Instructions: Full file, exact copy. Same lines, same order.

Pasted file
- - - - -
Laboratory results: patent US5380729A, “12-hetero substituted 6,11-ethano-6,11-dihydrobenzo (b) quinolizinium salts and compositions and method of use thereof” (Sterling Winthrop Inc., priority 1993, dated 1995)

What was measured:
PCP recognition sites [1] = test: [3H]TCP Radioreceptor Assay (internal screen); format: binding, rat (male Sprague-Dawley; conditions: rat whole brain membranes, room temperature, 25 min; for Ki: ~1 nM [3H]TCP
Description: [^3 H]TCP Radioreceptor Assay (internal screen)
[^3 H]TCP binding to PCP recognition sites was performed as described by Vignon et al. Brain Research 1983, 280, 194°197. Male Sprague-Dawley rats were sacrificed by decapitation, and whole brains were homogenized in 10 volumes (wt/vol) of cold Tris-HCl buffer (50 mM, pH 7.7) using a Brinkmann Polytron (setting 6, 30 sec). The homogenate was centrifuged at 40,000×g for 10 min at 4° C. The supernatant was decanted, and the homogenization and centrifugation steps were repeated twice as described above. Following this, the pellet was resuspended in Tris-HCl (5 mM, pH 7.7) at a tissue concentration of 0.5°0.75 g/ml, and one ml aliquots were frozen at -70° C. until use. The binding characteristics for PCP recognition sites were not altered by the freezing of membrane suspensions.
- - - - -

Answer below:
Laboratory results: patent US5380729A, “12-hetero substituted 6,11-ethano-6,11-dihydrobenzo (b) quinolizinium salts and compositions and method of use thereof” (Sterling Winthrop Inc., priority 1993, dated 1995)

What was measured:
PCP recognition sites [1] = test: [3H]TCP Radioreceptor Assay (internal screen); format: binding, rat (male Sprague-Dawley; conditions: rat whole brain membranes, room temperature, 25 min; for Ki: ~1 nM [3H]TCP
Description: [^3 H]TCP Radioreceptor Assay (internal screen)
[^3 H]TCP binding to PCP recognition sites was performed as described by Vignon et al. Brain Research 1983, 280, 194°197. Male Sprague-Dawley rats were sacrificed by decapitation, and whole brains were homogenized in 10 volumes (wt/vol) of cold Tris-HCl buffer (50 mM, pH 7.7) using a Brinkmann Polytron (setting 6, 30 sec). The homogenate was centrifuged at 40,000×g for 10 min at 4° C. The supernatant was decanted, and the homogenization and centrifugation steps were repeated twice as described above. Following this, the pellet was resuspended in Tris-HCl (5 mM, pH 7.7) at a tissue concentration of 0.5°0.75 g/ml, and one ml aliquots were frozen at -70° C. until use. The binding characteristics for PCP recognition sites were not altered by the freezing of membrane suspensions.